Editor's Corner

This is an open letter to the gentlemanly Paul Levy, the exceedingly plain-spoken--but come on, doubtlessly Type-A personality that all CEOs are--and head of Beth Israel Deaconess Medical Center.

Paul, as my readers know, you recently asked on your blog whether your million dollar-ish salary and benefits package was too high. Generally speaking, you expressed the question in terms of whether your contributions, such as improved operations and increased income, made sense relative to the number. And you asked readers to tell you what they think, a bold move under just about any reading of the situation, and one for which I congratulate you.

Given my post here at FierceHealthcare, I thought it best that I answer you here, to give our readers yet another chance to discuss the sometimes explosive issue of CEO pay, especially within non-profit organizations.

Here's what I think. In short, by any current definition of CEO performance popular within the business community generally, you're a steal at a $650,000 base, particularly given the scope of the operation you command. And by meeting your numbers, your incentive bonus is a shoo-in as well.

Still, by another standard, your salary gives me pause, in that I can see no way in which the many smart, dedicated people who work for you (other than some other senior executives) are going to get any input into the metrics used to determine whether you deserve the bonuses and salary.

This suggests to me that as an institution, BIDMC still values "deciders" like yourself more than it does the nurses, lab techs, medical records managers and such less than it does executive power. And that ultimately, it sees the success of your hospital from the top down rather than the bottom up.

Now, let me be fair and note that I really do sense that you care about all of your people, to the extent that any human being can care about 8,000 employees(!). I strongly sense, as well, that your blog reveals a genuine interest in acknowledging the contributions of everyone you know to be doing an excellent job. But still...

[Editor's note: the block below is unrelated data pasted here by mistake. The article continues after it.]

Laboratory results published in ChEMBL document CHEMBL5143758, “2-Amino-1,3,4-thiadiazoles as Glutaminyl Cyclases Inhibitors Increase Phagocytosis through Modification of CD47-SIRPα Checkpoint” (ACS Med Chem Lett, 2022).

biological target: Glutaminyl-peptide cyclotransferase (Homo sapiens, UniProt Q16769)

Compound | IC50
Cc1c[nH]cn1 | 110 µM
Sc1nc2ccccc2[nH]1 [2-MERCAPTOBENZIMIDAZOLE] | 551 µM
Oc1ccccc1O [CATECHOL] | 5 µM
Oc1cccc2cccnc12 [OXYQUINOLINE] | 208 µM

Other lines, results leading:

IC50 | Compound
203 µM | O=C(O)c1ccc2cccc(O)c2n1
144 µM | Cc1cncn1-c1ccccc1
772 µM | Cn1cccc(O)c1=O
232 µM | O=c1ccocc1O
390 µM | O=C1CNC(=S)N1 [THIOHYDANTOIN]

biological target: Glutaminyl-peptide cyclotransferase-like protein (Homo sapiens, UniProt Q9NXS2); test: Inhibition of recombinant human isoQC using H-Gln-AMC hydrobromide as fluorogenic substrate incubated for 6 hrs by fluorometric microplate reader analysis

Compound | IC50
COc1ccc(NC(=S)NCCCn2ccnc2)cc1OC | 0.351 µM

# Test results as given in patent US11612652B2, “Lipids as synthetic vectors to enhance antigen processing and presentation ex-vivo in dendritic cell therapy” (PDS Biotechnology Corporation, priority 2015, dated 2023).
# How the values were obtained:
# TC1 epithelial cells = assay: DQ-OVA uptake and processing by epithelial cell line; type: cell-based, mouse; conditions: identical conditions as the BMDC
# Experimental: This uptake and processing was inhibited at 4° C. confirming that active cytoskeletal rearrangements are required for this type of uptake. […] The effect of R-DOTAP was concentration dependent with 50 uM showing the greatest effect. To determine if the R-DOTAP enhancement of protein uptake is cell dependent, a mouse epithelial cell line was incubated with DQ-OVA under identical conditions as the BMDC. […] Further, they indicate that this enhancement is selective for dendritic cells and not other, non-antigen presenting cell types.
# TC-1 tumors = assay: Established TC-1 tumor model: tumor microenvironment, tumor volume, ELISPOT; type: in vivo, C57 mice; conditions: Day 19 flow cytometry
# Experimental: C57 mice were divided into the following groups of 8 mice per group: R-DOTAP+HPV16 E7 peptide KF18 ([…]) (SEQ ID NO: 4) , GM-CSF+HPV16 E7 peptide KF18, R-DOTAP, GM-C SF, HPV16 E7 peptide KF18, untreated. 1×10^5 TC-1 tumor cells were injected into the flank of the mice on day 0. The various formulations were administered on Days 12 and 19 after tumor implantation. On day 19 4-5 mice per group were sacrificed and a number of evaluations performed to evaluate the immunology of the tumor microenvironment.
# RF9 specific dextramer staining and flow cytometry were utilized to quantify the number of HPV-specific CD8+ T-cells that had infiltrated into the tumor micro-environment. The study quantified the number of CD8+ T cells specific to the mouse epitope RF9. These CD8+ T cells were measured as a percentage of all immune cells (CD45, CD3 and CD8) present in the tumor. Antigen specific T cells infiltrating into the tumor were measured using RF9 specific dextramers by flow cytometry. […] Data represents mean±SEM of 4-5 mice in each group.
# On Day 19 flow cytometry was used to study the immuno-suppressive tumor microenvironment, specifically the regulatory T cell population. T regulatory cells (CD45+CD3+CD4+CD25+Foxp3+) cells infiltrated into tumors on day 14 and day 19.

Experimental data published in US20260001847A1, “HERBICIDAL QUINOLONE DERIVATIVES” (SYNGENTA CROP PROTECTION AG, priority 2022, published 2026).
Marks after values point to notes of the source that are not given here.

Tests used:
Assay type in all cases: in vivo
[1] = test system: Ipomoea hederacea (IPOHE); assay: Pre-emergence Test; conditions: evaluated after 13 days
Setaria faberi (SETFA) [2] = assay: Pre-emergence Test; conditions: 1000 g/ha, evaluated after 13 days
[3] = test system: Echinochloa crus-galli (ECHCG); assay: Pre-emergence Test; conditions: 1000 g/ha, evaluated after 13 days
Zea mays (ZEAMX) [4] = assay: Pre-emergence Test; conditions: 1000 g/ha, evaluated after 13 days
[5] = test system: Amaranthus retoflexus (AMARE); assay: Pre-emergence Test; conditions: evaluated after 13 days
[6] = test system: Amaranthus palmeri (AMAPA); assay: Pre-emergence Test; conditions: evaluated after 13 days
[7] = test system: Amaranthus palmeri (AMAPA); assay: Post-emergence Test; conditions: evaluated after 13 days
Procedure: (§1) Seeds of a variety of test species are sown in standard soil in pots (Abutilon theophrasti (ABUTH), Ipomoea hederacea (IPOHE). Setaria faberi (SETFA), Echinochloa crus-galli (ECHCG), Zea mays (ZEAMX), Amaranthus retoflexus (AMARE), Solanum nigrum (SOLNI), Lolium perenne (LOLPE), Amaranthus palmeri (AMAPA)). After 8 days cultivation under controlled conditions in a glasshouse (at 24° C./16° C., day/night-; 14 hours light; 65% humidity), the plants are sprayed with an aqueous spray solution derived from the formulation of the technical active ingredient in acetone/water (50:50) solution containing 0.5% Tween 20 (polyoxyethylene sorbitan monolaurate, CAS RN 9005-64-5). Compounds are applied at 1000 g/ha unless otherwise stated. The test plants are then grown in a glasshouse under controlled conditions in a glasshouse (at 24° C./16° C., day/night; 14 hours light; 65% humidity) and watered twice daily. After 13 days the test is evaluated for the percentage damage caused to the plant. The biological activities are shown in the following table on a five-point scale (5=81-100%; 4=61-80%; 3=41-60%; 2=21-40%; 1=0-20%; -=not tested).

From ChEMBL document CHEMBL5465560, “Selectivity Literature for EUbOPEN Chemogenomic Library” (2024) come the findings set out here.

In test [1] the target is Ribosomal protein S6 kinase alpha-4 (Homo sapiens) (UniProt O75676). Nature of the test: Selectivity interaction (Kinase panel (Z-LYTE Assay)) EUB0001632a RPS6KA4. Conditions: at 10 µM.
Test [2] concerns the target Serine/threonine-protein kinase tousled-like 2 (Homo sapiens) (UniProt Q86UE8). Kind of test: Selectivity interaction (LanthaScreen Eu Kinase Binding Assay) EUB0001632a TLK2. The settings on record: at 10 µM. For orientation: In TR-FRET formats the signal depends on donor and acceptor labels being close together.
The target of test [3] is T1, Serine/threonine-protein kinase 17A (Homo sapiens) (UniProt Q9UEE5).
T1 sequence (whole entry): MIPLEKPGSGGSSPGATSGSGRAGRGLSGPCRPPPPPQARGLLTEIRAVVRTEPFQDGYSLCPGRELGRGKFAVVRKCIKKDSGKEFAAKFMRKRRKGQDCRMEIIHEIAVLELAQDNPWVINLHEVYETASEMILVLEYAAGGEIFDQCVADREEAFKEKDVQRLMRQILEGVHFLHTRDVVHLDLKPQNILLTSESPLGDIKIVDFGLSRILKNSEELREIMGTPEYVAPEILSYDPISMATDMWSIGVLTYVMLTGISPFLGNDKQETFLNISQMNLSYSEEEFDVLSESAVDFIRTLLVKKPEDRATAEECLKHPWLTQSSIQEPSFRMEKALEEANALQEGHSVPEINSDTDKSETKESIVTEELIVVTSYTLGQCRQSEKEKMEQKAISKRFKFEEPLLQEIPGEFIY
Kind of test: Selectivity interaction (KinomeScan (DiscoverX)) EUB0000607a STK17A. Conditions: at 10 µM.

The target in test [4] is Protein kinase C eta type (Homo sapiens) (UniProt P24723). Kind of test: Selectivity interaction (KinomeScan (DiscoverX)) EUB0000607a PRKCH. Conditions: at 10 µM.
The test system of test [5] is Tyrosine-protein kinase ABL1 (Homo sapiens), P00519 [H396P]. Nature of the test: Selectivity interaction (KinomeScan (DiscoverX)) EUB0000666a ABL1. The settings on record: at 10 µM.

You see, here's the thing that bothers me, Paul. If I said that your employees, rather than your board, should get to vote on your salary and incentive targets, would that make you uncomfortable (even assuming that they were required to stick to guidelines similar to your existing salary)? If it does, then perhaps it ought to make you and other CEOs question how you determine what results your organization ought to be achieving on the day-to-day level. Sure, I imagine your targets are rolled up from feedback at many mid-manager meetings and the like, but do they reflect the real worker perception? Let's say I doubt it, and leave it at that.

In other words, I'm not just suggesting that it'd be nice if "lower on the totem pole" staff members got more bonuses and higher salaries. I'm saying that I'd be really excited if your salary was determined by the people who can see what's really happening out there, not just clubby board members, however well intended, who live in a cloud of wealth and privilege your average floater nurse will never see. Why not give that nurse a chance to not only suggest what you should be paid, but on what basis? It might be an interesting exercise. - Anne